Dixie Pals reunion in Roanoke

palsLiving as I do in Roanoke, VA, I am able to enjoy its vibrant and varied acoustic music scene. Roanoke has a rich bluegrass history, having served as the home for both Flatt & Scruggs and Reno & Smiley on radio, but I rarely mistake it for the center of the bluegrass universe.

But that may change, at least on February 19 when top pickers from all across the eastern and central US will head to Roanoke for an all-star benefit show for Herschel Sizemore. The list of entertainers who have agreed to donate their time to assist Herschel and his wife Joyce with medical expenses associated with them both undergoing cancer treatment, was already impressive yesterday. Republik Steele, Johnny & Jeanette Williams, Acoustic Endeavors, Kevin Baucom & Bandwagon, The Seldom Scene, Junior Sisk & Rambler’s Choice, Grasstowne, The Travelers, The Stacy Grubb Band, The Bluegrass Brothers, and Springfield Exit with Sammy Shelor are all on board for an all-day show starting at 1:00 p.m.

Yesterday afternoon, it was confirmed that Del McCoury will also be on hand, and that he, Herschel, Dick Smith and Jerry McCoury will reunite for a special performance as Del McCoury & the Dixie Pals during the show.

Before Del was a big bluegrass star – and while his talented sons were still in short britches – McCoury kept a band together while working various day jobs in south-central Pennsylvania. Before there was a Del McCoury Band, there was The Dixie Pals, the name he used for his band roughly until he brought in the boys and made the move to Nashville.

In the late ’70s, Del had an especially potent group that featured the lineup noted above, with Sonny Miller on fiddle. Their live album, recorded in Japan in 1979, has long been heralded as a high mark for bluegrass of that era, and served to introduce a number of now-classic Del tunes to the bluegrass world. Bluest Man In Town, High On A Mountain, I’ve Endured and Roll On Buddy are all found on Strictly Bluegrass Live (Trio Records AW-2054).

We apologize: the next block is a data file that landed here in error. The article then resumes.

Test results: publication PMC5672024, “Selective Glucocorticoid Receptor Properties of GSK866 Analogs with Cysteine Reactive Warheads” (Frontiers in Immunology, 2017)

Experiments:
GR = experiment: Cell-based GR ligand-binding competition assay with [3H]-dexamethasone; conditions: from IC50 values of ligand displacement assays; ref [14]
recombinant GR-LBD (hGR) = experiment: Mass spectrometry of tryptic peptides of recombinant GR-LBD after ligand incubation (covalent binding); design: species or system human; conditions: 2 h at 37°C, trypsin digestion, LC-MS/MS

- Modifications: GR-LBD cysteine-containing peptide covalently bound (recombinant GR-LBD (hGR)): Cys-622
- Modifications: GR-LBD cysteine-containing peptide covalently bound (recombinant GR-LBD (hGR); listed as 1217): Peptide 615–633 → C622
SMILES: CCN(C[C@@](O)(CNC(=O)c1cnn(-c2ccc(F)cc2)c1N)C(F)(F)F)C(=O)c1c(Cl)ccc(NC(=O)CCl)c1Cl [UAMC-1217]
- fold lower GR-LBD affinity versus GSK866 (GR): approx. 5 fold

Sizemore only stayed with the band from 1978 to ’79, but was also featured on McCoury’s 1981 Rebel release, Take Me To The Mountains. The two have remained close friends ever since, and Del was only too pleased to make the trip to Roanoke to help out his old Dixe Pal.

Tooting the horn for the old home town one more time… Take Me To The Mountains was recorded in Roanoke, at the old Crush studio downtown.

You can find all the details for the Sizemore benefit show online. Only 500 tickets will be available, so don’t delay if you want to make the trip for this one-of-a-kind concert.

If you can’t attend the show, but would like to make a contribution to the Sizemore medical fund, the online ticket service can accommodate donations as well. Checks can also be sent, made out to Sizemore Benefit, and mailed to:

3110 Williamson Road
Roanoke VA 24012

Arrangements have been made for a professional film crew to record the event, with hopes of a Sizemore documentary project to come as a result. It will be fun to at the center of the bluegrass universe, at least for the day.

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About the Author

John Lawless

John had served as primary author and editor for The Bluegrass Blog from its launch in 2006 until being folded into Bluegrass Today in September of 2011. He continues in that capacity here, managing a strong team of columnists and correspondents.